println!("{} said {}", self.name(), self.sentence());
    }
}

Visitor Pattern

The typical Visitor example in Java would be:

interface ShapeVisitor {
    void visit(Circle c);
    void visit(Rectangle r);
}

interface Shape {
    void accept(ShapeVisitor sv);
}

class Circle implements Shape {
    private Point center;
    private double radius;

    public Circle(Point center, double radius) {
        this.center = center;
        this.radius = radius;
    }

    public Point getCenter() { return center; }
    public double getRadius() { return radius; }

    @Override
    public void accept(ShapeVisitor sv) {
        sv.visit(this);
    }
}

class Rectangle implements Shape {
    private Point lowerLeftCorner;
    private Point upperRightCorner;

    public Rectangle(Point lowerLeftCorner, Point upperRightCorner) {
        this.lowerLeftCorner = lowerLeftCorner;
        this.upperRightCorner = upperRightCorner;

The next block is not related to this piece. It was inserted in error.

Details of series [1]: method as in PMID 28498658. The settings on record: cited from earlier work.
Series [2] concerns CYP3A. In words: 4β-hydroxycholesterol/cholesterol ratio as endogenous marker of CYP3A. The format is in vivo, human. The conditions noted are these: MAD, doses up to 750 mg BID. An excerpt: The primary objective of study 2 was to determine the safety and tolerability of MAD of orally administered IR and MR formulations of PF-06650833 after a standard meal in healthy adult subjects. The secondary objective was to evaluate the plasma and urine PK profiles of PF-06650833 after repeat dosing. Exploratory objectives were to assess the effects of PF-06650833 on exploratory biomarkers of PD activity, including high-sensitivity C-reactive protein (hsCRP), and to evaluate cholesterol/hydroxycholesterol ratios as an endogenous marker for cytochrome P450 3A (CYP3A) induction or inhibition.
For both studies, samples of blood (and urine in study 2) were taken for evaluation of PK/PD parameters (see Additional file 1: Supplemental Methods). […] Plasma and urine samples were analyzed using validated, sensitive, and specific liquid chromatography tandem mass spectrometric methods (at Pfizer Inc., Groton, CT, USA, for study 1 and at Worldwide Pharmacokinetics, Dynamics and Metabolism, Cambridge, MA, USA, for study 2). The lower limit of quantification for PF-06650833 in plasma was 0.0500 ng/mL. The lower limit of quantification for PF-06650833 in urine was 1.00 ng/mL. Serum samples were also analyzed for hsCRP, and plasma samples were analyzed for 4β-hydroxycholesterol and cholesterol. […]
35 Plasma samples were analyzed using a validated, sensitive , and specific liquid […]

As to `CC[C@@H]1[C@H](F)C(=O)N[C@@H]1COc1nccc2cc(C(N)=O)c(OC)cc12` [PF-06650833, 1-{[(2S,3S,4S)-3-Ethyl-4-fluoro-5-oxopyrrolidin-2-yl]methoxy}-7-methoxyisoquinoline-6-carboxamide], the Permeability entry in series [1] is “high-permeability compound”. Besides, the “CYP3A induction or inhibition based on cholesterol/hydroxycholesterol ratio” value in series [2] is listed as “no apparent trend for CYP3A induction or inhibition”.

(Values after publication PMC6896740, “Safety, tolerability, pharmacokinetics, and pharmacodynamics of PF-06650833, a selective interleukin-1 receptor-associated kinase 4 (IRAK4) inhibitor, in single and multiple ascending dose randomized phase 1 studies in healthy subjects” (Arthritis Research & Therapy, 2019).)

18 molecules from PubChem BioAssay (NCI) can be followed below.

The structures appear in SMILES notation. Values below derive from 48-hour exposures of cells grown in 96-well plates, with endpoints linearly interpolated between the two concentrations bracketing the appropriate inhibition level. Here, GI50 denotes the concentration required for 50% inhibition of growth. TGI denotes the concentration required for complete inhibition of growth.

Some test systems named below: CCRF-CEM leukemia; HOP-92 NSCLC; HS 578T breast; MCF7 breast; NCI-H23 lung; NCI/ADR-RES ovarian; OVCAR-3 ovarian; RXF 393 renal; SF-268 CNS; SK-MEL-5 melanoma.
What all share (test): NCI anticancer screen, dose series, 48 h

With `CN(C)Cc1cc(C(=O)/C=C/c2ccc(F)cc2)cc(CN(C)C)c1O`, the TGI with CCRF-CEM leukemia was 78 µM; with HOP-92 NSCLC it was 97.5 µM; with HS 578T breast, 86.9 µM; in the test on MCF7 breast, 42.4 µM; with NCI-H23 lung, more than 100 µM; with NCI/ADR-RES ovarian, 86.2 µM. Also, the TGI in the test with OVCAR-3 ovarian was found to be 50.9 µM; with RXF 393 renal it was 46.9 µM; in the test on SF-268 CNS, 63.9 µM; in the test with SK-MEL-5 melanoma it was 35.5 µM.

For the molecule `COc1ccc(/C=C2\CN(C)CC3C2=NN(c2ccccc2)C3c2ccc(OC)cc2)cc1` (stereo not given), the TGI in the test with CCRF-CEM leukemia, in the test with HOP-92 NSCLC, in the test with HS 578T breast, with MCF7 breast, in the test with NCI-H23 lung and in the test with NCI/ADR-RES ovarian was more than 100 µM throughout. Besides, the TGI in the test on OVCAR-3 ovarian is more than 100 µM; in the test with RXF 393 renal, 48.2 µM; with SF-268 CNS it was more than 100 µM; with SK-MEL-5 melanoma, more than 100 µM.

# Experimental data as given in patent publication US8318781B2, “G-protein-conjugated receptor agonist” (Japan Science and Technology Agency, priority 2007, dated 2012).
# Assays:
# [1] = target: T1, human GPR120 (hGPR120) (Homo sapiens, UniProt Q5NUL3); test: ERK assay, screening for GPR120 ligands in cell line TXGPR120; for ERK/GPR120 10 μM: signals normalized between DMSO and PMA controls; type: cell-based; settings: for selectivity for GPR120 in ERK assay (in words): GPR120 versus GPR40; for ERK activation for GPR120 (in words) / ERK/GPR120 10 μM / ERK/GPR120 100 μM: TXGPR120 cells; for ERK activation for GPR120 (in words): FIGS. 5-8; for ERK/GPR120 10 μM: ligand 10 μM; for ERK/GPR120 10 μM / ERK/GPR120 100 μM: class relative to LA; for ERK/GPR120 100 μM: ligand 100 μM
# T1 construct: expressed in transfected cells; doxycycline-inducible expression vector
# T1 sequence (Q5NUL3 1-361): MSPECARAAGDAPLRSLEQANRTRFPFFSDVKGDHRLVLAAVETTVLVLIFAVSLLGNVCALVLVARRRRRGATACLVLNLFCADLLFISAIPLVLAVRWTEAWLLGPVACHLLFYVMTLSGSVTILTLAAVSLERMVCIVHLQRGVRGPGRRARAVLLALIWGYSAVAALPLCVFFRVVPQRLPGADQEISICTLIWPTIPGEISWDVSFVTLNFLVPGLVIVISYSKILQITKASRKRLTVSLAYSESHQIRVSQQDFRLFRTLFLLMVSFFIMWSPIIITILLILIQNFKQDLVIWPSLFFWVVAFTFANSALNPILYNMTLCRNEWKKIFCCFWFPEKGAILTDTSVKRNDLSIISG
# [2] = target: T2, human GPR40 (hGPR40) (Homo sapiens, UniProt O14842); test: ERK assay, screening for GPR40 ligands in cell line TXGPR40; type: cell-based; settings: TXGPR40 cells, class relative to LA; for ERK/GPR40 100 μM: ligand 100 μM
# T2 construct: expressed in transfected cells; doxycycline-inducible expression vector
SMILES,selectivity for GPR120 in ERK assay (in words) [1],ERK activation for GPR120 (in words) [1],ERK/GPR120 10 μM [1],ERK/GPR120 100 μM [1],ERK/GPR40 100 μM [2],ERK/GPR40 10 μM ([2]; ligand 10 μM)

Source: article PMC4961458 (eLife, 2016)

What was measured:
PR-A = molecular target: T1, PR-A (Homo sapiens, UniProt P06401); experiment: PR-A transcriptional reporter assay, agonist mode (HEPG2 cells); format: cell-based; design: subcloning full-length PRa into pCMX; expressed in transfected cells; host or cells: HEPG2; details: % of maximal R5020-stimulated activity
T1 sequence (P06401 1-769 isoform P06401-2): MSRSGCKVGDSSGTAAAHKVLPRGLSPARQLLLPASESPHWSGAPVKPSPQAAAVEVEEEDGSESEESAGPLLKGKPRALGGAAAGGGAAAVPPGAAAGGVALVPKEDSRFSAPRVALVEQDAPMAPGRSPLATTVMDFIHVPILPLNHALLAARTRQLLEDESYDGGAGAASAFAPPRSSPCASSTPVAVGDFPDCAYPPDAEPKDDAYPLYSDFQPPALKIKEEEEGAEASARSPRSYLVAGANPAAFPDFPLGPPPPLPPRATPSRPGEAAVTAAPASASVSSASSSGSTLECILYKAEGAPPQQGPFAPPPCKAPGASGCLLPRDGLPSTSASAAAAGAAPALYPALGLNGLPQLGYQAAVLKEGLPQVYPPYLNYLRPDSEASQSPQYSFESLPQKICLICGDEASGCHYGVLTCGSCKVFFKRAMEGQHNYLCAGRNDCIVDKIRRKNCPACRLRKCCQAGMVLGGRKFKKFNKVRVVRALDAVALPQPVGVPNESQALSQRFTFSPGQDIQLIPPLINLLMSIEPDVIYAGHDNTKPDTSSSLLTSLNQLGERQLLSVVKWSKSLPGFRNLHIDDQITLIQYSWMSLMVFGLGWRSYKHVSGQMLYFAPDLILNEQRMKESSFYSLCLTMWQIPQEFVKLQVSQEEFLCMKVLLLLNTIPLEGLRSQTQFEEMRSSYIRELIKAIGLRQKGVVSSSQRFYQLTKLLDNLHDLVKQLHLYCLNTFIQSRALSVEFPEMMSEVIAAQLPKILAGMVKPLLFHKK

}

    public double length() { ... }
    public double width() { ... }

    @Override
    public void accept(ShapeVisitor sv) {
        sv.visit(this);
    }
}

class AreaCalculator implements ShapeVisitor {
    private double area = 0.0;

    public double getArea() { return area; }

    public void visit(Circle c) {
        area = Math.PI * c.radius() * c.radius();
    }

    public void visit(Rectangle r) {
         area = r.length() * r.width();
    }
}

double computeArea(Shape s) {
    AreaCalculator ac = new AreaCalculator();
    s.accept(ac);
    return ac.getArea();
}

This can be easily translated to Rust, in two ways.